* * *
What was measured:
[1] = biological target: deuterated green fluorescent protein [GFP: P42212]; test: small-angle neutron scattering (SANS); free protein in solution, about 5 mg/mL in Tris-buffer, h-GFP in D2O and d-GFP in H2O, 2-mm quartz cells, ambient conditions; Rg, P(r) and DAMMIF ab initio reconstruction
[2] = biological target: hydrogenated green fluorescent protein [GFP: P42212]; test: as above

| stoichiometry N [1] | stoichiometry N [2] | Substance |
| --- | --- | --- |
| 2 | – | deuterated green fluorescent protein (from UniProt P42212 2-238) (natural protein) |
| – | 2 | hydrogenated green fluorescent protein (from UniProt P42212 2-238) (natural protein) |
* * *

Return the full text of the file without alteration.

What was measured:
[1] = biological target: deuterated green fluorescent protein [GFP: P42212]; test: small-angle neutron scattering (SANS); free protein in solution, about 5 mg/mL in Tris-buffer, h-GFP in D2O and d-GFP in H2O, 2-mm quartz cells, ambient conditions; Rg, P(r) and DAMMIF ab initio reconstruction
[2] = biological target: hydrogenated green fluorescent protein [GFP: P42212]; test: as above

| stoichiometry N [1] | stoichiometry N [2] | Substance |
| --- | --- | --- |
| 2 | – | deuterated green fluorescent protein (from UniProt P42212 2-238) (natural protein) |
| – | 2 | hydrogenated green fluorescent protein (from UniProt P42212 2-238) (natural protein) |